To start, ensure feet are shoulder-width apart with knees slightly bent. The feet, hips, and shoulders should align parallel to the target line.

Misalignment often leads to swing path issues like an out-to-in path, contributing to pushes or slices. Adjusting the alignment corrects the swing path, promoting straighter shots.

Checking Your Grip Strength and Position

Grip strength directly impacts clubface control at impact. A grip that’s too tight restricts clubface release, leaving it open and causing the ball to push right.

Use a moderate grip pressure, aiming to hold the club like a live bird. Position the hands so the V formed by the thumb and forefinger points toward the right shoulder.

Misaligned hands often result in an open clubface. Correcting grip position enhances clubface control, leading to more accurate shots.

Adjusting Your Swing Mechanics

Improving your swing mechanics is crucial to avoid the common problem of the golf ball going right.

Here are specific adjustments and drills to help correct your swing path and clubface angle:

Developing an In-Square-In Club Path

An in-square-in club path ensures the clubhead travels from inside the target line to square at impact to inside again. This path promotes straight and consistent shots.

Golfers often struggle with an out-to-in swing path causing the ball to go right. To develop an in-square-in path, players start with aligning their shoulders, hips, and feet parallel to the target line.

Engaging in practice drills that focus on hitting the ball from the inside, like placing alignment sticks or objects near the ball to guide the swing path, can provide immediate feedback and improvement.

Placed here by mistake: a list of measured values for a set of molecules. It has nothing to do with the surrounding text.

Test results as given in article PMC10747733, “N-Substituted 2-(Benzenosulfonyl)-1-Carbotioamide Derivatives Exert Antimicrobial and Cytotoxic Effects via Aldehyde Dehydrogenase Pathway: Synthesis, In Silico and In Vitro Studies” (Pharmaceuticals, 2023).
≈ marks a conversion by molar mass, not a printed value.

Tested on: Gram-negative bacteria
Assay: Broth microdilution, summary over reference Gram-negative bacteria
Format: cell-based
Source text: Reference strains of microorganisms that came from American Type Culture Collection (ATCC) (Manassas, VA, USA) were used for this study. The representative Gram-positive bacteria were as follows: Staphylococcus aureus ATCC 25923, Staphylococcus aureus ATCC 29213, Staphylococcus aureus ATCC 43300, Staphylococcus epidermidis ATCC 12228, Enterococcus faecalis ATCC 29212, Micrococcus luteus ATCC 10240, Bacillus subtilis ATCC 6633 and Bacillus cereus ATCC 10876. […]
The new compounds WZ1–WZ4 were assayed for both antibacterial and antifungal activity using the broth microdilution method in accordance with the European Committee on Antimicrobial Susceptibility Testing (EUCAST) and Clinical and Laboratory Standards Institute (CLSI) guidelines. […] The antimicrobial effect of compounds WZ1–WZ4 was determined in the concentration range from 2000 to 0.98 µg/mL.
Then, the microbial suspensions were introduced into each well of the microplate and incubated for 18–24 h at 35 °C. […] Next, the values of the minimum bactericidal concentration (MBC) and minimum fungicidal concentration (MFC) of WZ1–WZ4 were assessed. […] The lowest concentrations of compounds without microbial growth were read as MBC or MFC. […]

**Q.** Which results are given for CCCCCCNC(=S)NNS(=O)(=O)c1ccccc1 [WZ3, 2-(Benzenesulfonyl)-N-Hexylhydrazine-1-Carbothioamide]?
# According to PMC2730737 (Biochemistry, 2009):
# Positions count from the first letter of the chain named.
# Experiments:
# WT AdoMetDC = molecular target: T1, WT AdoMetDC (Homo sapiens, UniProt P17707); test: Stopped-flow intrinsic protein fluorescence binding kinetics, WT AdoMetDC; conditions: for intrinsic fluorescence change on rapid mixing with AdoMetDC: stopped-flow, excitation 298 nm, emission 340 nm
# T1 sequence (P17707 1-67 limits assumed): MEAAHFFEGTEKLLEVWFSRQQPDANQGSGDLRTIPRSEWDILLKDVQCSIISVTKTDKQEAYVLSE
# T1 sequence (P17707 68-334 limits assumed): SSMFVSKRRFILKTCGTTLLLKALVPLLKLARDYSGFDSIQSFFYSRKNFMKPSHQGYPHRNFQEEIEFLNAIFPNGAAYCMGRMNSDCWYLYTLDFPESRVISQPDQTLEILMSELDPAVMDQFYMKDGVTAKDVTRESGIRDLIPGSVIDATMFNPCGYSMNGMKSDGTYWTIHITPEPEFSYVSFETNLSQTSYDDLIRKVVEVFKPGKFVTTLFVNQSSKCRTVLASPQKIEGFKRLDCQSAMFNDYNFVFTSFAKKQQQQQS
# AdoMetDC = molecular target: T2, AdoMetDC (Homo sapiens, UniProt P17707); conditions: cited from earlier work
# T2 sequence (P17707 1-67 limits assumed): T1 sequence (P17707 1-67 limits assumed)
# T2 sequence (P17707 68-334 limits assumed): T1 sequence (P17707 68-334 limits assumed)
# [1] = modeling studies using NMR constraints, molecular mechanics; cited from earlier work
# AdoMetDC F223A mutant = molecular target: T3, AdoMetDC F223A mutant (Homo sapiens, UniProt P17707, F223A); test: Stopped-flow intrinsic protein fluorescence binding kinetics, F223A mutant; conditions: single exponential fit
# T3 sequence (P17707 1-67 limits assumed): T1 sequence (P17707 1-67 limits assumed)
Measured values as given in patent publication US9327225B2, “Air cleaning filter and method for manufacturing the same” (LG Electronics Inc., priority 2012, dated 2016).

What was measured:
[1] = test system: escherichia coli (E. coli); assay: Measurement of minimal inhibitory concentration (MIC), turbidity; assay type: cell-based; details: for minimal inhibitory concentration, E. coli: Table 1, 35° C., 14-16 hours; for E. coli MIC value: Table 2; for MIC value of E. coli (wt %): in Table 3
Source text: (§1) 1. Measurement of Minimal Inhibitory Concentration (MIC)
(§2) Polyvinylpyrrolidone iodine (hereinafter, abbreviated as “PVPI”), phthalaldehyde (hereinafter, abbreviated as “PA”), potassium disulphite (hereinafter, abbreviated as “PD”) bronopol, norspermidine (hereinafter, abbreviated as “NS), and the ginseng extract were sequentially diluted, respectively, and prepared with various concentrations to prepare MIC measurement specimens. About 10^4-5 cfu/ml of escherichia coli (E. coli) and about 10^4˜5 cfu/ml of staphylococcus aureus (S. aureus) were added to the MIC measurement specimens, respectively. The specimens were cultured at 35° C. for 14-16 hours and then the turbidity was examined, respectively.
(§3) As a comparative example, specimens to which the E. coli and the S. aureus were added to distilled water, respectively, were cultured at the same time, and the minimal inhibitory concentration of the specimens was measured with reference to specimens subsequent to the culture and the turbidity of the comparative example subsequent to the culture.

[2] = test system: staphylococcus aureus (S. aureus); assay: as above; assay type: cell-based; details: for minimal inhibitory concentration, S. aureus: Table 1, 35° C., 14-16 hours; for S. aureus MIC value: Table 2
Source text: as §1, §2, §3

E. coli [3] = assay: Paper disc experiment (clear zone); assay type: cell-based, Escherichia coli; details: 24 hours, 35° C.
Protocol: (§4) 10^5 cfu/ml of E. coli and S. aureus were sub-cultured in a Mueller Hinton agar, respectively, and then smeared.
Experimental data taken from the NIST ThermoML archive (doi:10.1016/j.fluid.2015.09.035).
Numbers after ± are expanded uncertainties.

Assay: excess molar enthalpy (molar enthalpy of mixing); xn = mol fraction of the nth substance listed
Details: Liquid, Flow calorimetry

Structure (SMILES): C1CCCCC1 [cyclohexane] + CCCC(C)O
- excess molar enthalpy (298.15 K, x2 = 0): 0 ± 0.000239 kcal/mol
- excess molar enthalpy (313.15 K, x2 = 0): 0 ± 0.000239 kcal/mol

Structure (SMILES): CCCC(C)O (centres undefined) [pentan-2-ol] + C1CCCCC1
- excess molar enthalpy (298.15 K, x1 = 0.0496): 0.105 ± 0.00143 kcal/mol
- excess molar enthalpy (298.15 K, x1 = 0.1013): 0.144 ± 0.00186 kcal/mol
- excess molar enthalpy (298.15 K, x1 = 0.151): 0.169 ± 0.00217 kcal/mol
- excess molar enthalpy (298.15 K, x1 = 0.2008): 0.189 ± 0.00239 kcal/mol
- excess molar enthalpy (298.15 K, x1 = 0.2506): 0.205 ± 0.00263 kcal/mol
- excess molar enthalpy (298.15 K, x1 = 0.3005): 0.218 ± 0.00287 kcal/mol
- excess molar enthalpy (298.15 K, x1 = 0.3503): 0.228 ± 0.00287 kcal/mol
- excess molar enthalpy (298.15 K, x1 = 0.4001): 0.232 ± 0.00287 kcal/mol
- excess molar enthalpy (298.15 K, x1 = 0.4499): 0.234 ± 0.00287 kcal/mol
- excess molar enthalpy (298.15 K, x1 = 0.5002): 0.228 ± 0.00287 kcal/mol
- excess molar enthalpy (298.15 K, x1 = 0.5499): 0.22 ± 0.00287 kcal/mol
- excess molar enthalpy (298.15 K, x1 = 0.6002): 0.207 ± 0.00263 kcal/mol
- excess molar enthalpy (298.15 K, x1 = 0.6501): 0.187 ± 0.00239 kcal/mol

Importance of the Ball Position in Your Stance

Ball position significantly impacts the swing path and shot direction. Incorrect ball positioning can cause mishits resulting in shots veering right.

Placing the ball too far forward often leads to an open clubface at impact. For drivers, position the ball slightly inside the left heel for right-handed golfers.

For irons, position the ball in the center of the stance, adjusting slightly forward or backward based on the club. Proper ball position ensures cleaner contact, more consistent shots, and better accuracy.

Regularly checking ball position during practice helps ingrain correct habits, ultimately leading to more controlled shots on the course.

Equipment Checks and Adjustments

Ensuring that your equipment is properly suited to your swing can significantly impact your performance and help prevent the ball from veering right.

Here are key aspects to consider:

Assessing Your Club’s Fit and Condition

The fit and condition of your clubs can impact ball direction. Clubs that are too long or too short can affect your posture, leading to misalignment.

Ensure clubs are the correct length by consulting a professional fitter. They can measure your height and wrist-to-floor distance to confirm the right fit.

The lie angle of your clubs also affects direction. A lie angle that is too upright can push the ball left, while one that is too flat can send it right. Adjusting the lie angle to match your swing plane can correct ball flight.